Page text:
Courtesy: Columbia University Athletics




inducted February 18, 2006

It doesn’t matter here he goes or what he’s doing, Gene Larkin told Bob Sansevere of Baseball Digest in a 2002 article, shopping, eating, playing golf, or just going for a walk. People are always shaking his hand or patting him on the back.

"Every time I play golf, it happens. Just a few days ago, a gentleman I didn't know said, `Thanks a lot for '91,'" Larkin said. "People want to thank me, congratulate me or tell me how happy that hit makes them feel."

The hit came in the bottom of the 10th inning of Game 7 of the 1991 World Series. That hit, a long single to left field off Alejandro Pena of the Atlanta Braves, came with the bases loaded and sent Dan Gladden home from third base for a 1-0 victory and the Twins' second world championship in five seasons.

"It was one of the bigger moments in my life," Larkin said in the article. "I was a role player. An average player at best. If I didn't get this hit, I'd be just another player who had a so-so career."

Instead, he's the player who had the hit that won Game 7 of the '91 World Series.

But Gene Larkin is more than that to Columbia baseball fans. To them, he’s the person who hit three home runs in one game, each to a different field, at Army. He’s the man who had three hits in a game nine times during his 40-game senior season (1984), who drove in five runs in a game once and four runs five times during that season, the man who began the season with two hits in three at-bats, including a triple and home run in the season opener against New Hampshire, and never really let up.

“Geno” had enjoyed a very good college career until that 1984 season. Well-known as perhaps the best-fielding third baseman in the East, often compared to the Yankees’ all-time great third baseman Graig Nettles for his quick hands and lateral quickness, he had begun to cement a solid foundation as a hitter.

The North Bellmore, Long Island resident, son of a retired New York City police officer, batted .309 as a first-year, .344 as a sophomore, and .373 as a junior, improving his home run and run production each season as he grew more and more comfortable with switch-hitting, which Columbia coach Paul Fernandes convinced him to do.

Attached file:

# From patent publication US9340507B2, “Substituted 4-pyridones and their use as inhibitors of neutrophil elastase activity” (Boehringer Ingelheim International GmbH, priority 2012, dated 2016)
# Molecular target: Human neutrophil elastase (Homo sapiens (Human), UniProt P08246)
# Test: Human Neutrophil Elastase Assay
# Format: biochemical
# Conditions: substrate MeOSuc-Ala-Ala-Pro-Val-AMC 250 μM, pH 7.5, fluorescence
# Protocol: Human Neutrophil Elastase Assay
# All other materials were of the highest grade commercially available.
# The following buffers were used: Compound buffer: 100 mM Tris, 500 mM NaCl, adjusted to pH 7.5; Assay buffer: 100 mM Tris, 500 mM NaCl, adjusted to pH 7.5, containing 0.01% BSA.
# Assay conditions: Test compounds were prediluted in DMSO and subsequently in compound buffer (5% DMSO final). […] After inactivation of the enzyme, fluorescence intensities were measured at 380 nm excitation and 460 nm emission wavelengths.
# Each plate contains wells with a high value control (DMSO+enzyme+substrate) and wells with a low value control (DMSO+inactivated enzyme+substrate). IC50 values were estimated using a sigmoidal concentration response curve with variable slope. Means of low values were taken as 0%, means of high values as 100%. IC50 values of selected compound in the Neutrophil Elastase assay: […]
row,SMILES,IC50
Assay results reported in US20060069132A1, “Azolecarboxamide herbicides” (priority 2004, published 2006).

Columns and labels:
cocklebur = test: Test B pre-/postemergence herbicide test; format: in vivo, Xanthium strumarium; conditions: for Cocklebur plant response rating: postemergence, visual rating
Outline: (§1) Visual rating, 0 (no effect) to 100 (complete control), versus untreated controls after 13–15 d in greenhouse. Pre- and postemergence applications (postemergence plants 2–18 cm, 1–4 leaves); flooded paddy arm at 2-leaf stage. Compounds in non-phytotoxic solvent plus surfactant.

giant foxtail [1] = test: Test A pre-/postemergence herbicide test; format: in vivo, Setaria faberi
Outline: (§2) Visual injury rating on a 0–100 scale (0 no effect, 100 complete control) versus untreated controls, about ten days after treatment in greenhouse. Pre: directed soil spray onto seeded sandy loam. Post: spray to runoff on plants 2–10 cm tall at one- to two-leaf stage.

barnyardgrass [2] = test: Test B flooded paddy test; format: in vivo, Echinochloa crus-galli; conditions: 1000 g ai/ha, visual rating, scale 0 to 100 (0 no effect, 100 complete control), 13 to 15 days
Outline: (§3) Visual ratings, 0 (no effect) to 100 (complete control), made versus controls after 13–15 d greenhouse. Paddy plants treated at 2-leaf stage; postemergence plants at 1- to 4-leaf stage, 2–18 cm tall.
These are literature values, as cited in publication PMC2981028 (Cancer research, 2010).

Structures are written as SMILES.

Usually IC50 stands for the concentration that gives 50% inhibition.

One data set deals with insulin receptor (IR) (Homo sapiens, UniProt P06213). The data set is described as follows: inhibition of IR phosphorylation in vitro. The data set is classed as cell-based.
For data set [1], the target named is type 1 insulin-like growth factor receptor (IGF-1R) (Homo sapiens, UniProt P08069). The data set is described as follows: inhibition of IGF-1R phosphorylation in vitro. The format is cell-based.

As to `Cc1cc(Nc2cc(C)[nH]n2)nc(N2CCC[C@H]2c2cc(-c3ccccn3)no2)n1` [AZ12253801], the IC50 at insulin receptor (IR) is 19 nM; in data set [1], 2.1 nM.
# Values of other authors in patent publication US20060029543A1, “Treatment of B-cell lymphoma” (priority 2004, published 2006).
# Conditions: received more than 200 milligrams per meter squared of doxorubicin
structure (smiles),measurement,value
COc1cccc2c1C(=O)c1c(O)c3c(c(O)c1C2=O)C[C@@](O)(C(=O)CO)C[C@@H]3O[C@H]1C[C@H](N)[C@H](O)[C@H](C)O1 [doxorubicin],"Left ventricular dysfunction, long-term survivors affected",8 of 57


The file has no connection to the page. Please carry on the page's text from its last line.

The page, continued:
But no amount of improvement could have prepared the college baseball world for Larkin’s senior year. He batted .429 that year, breaking or tying 13 of a possible 16 records. He hit 19 home runs, breaking both the Columbia season record of eight (which had topped Lou Gehrig’s seven) and the career record of 16; drove in 62 runs, 29 more than the old record; netted 133 total bases, 51 more than the old mark; and set new standards for hits, runs and doubles. His .371 career batting average tied the then-season record.

He hit .355 in good weather in Florida, then came north and did even better, going 13 for 18 (.722) with 15 runs batted in, in his first five games up north. In another 12-game stretch, he batted .615 with seven home runs and 29 RBI’s. He concluded his college career with a doubleheader at Brown, going 5 for 9 with a double, home run, and seven RBI’s.

He led all eastern Division I players in home runs and runs bated in, playing him seventh and third in the NCAA statistics; his .905 slugging percentage was second in the nation. He batted .419 in the Eastern League, forerunner of the Ivy League, leading the league in home runs, runs batted in, and total bases, and was unanimous all-league.

The American College Baseball Coaches Association voted him the only eastern player to make first team All-America, and the first Columbia player since Archie Roberts in 1965. Drafted in the 20th round by the Twins, he never hit below .302 in three minor league seasons, and played seven years in the majors with the Twins. He earned two Wold Series rings, in 1987 and 1991, and retired in 1994.

Today, Gene Larkin lives in the Minneapolis suburb of Eden Prairie, Minn., with his wife Kathleen and their two children, a daughter, Kelly, 14, and a boy, Gene, 12. He works as a financial planner with New Era Financial Group, and derives enjoyment these days from his family, coaching and operating baseball camps, and playing golf.